Manic Symptoms May Pass from Bipolar Parent to Child


Children born to parents with bipolar disorder have a strong likelihood of experiencing episodes of manic symptoms themselves.

Children born to parents with bipolar disorder have a strong likelihood of experiencing episodes of manic symptoms themselves.

Researchers from Nationwide Children’s Hospital in Columbus, Ohio, compared 391 children aged 6 to 18 years who were born to bipolar parents with 248 demographically matched children whose parents did not have bipolar disorder. The study, which was published in the American Journal of Psychiatry, was conducted to identify diagnostic risk factors of manic, mixed, or hypomanic episodes in the so-called high-risk offspring of bipolar parents.

Children were evaluated longitudinally with diagnostic instruments used by staff blind to the parents’ diagnoses. Diagnostic standards for parents were based on the Structured Clinical Interview for DSM-IV, while those for children relied on the Schedule for Affective Disorders and Schizophrenia for School Age Children. Nearly all of the children completed follow-up assessments with a mean duration of about 7 years.

High-risk offspring had significantly higher rates of subthreshold mania or hypomania compared with their community peers (13.3% versus 1.2%), which also held true for manic, mixed, or hypomanic episodes (9.2% versus 0.8%) and major depressive episodes (32% versus 14.9%).

"Mental health practitioners should carefully assess for short episodes of manic symptoms, major depression, and disruptive behavior disorders in high-risk children, as these are risk factors for the future onset of bipolar disorder,” explained senior author David Axelson, MD, in a press release. “This may be particularly important if medication is going to be used for treating mood or behavioral symptoms in the child, because some medications might increase the risk of developing mania or psychotic symptoms in someone who is already at very high risk for developing bipolar disorder. Prescribers might choose different medication options, or use lower doses and monitor for problems more closely.”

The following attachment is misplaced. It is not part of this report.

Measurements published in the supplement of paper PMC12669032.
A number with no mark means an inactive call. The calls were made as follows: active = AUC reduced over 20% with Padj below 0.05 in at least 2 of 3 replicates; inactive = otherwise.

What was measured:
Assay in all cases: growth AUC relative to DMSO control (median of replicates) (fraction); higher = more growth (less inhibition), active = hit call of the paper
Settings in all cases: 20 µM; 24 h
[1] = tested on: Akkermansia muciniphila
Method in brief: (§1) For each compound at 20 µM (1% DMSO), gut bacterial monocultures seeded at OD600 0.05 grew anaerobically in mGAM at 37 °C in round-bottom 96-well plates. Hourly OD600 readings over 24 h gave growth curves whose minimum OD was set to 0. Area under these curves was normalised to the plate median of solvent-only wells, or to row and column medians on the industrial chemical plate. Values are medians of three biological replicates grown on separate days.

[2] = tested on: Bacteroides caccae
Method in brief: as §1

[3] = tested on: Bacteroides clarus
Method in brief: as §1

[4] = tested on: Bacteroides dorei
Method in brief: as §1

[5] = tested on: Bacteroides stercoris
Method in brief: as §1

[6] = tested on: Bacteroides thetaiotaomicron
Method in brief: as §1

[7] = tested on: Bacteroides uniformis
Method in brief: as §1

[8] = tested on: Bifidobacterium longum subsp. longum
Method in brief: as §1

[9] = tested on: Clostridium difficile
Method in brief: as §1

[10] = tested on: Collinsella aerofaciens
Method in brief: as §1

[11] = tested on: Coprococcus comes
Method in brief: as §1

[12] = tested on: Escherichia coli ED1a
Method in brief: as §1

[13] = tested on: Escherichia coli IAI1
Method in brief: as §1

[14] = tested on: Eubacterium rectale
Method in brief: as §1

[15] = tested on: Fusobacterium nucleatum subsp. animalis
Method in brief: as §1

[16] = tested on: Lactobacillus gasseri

In addition to bipolar disorder, the rates of other psychiatric conditions were higher in the high-risk offspring group compared with the normal-risk children, including attention deficit hyperactivity disorder (ADHD) (30.7% versus 18.1%), disruptive behavior disorders (27.4% versus 15.3%), anxiety disorders (39.9% versus 21.8%), and substance abuse disorders (19.9% versus 10.1%). However, major depression with no bipolarity was relatively similar in both the high-risk and normal-risk groups.

“Most children who have a parent with bipolar disorder will have a diagnosable psychiatric disorder, such as ADHD, oppositional defiant disorder, an anxiety disorder, or depression, at some point during their youth. However, most children who have a parent with bipolar disorder do not develop bipolar disorder,” Dr. Axelson continued. “Short, distinct episodes of manic symptoms were the most specific predictor of developing bipolar disorder in high-risk offspring. But, so far, many children with these short manic episodes have not progressed to full-fledged bipolar disorder.”

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